The shifting demography of the Occupied Territories (2022-2023)

Since Russia annexed Crimea in February-March 2014, and its supporters seized large parts of the Donetsk and Luhansk Regions, a great many war crimes and crimes against humanity have been committed there.
Vladyslav Myroshnychenko10 December 2023UA DE EN ES FR IT RU


This has profoundly affected the composition of the population in the Occupied Territories. Today similar policies are being extended to the newly occupied territories of south Ukraine.

Many of Russia’s crimes are systematic and have been pursued as a consistent State policy. One such has led to a major shift in the composition of the local population.

At the outset we may note that this Russian policy violates international humanitarian law. Article 49 of the Fourth Geneva Convention states unequivocally: “The Occupying Power shall not deport, or transfer parts of its own civilian population into the territory it occupies.” The mass settlement of Russians in the Crimea and deportation of Ukrainian citizens from the peninsula, moreover, could be qualified as both a war-crime and a crime against humanity, as defined, respectively, by two articles of the International Criminal Court’s Rome Statute: Article 8:2 (a) vii, “unlawful transfer or deportation”, and Article 7:1 (d), “Deportation or forcible transfer of population”.

Russia began to implement this immediately after it occupied Crimea in February-March 2014. Regrettably, the State-Aggressor’s policy has proved successful. It is variously estimated that up to 800,000 Russian citizens have settled illegally in the peninsula since 2014 while approximately 100,000 Ukrainian citizens left Crimea. Key elements of this policy are: discounted mortgage credits for the incomers; the transfer to the area of Russian soldiers, law-enforcement officers, judges and State, medical and educational staff with their families; the expulsion of Ukrainian citizens to mainland Ukraine; and, lastly, incentives to Ukrainians to resettle in Russia.

Since the all-out invasion of 24 February 2022, the Aggressor-State has been pursuing an identical policy in the newly occupied territories. So far this policy of colonisation has not been as successful as in Crimea: ongoing hostilities have discouraged Russians from moving in large numbers into the region. Occupied Ukrainian cities relatively far from the frontline form a certain exception. Like Mariupol, they may be regarded as part of “the home front”. It is Russia’s policy, moreover, to settle and restore those cities, thereby demonstrating to its audience at home and, where possible, to the outside world that they are ‘flourishing’ under Russian occupation.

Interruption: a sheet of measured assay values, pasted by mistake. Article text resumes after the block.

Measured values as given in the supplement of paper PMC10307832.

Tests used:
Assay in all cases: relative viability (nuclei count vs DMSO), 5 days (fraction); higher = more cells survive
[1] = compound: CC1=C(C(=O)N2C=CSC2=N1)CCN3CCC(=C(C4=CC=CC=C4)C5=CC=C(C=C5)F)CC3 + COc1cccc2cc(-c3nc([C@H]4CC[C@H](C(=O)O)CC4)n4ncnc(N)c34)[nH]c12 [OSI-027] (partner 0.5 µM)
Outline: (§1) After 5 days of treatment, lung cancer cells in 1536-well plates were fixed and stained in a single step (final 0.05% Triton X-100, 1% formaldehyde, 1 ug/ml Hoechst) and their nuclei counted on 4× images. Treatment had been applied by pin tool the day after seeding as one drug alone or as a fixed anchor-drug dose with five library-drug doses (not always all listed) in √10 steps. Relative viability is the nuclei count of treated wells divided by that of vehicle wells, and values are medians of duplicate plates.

An influx of people from Russia

Information from open sources mainly concerns the application of this policy to Mariupol, under Russian occupation since late May 2022. The following instructive examples highlight the intentions of the invading forces.

  1. The Russian Ministry for Construction, Housing & Utilities announced, that over the four years from 2022 to 2025 there was a plan to build more than 600,000 square metres of residential accommodation in Mariupol in multi-storey apartment blocks. The military-construction complex of the RF Ministry of Defence would be in charge of this work and, indeed, it immediately began unlawful construction there as soon as the city was occupied.
  2. On 1 July 2023, adviser to the Mayor of Mariupol Petro Andriushchenko stated that since the city was captured about 40,000 Russian citizens had settled there illegally.